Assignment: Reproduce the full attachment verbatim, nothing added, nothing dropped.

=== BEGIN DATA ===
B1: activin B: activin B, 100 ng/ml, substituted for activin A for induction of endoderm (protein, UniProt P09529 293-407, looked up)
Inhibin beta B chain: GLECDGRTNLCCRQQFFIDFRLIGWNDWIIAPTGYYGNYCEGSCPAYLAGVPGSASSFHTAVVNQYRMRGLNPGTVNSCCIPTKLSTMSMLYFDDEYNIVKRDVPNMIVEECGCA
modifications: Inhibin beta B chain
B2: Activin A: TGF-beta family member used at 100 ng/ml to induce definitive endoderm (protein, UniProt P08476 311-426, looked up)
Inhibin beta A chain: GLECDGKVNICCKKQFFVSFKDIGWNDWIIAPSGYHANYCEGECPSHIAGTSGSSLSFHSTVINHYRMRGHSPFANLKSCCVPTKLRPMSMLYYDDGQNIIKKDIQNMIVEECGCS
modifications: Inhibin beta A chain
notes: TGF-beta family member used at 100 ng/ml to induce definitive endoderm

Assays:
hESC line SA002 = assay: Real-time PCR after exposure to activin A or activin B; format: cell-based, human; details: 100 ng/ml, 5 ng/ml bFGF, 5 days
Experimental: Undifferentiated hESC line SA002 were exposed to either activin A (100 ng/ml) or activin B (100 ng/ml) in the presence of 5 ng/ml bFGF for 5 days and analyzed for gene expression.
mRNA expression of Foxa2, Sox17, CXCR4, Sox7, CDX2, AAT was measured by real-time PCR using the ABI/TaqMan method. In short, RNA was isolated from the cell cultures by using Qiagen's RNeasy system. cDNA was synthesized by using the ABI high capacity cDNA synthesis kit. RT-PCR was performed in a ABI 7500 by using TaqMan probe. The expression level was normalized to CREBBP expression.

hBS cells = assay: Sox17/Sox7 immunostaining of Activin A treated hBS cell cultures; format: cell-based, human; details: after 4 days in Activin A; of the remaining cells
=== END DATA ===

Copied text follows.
B1: activin B: activin B, 100 ng/ml, substituted for activin A for induction of endoderm (protein, UniProt P09529 293-407, looked up)
Inhibin beta B chain: GLECDGRTNLCCRQQFFIDFRLIGWNDWIIAPTGYYGNYCEGSCPAYLAGVPGSASSFHTAVVNQYRMRGLNPGTVNSCCIPTKLSTMSMLYFDDEYNIVKRDVPNMIVEECGCA
modifications: Inhibin beta B chain
B2: Activin A: TGF-beta family member used at 100 ng/ml to induce definitive endoderm (protein, UniProt P08476 311-426, looked up)
Inhibin beta A chain: GLECDGKVNICCKKQFFVSFKDIGWNDWIIAPSGYHANYCEGECPSHIAGTSGSSLSFHSTVINHYRMRGHSPFANLKSCCVPTKLRPMSMLYYDDGQNIIKKDIQNMIVEECGCS
modifications: Inhibin beta A chain
notes: TGF-beta family member used at 100 ng/ml to induce definitive endoderm

Assays:
hESC line SA002 = assay: Real-time PCR after exposure to activin A or activin B; format: cell-based, human; details: 100 ng/ml, 5 ng/ml bFGF, 5 days
Experimental: Undifferentiated hESC line SA002 were exposed to either activin A (100 ng/ml) or activin B (100 ng/ml) in the presence of 5 ng/ml bFGF for 5 days and analyzed for gene expression.
mRNA expression of Foxa2, Sox17, CXCR4, Sox7, CDX2, AAT was measured by real-time PCR using the ABI/TaqMan method. In short, RNA was isolated from the cell cultures by using Qiagen's RNeasy system. cDNA was synthesized by using the ABI high capacity cDNA synthesis kit. RT-PCR was performed in a ABI 7500 by using TaqMan probe. The expression level was normalized to CREBBP expression.

hBS cells = assay: Sox17/Sox7 immunostaining of Activin A treated hBS cell cultures; format: cell-based, human; details: after 4 days in Activin A; of the remaining cells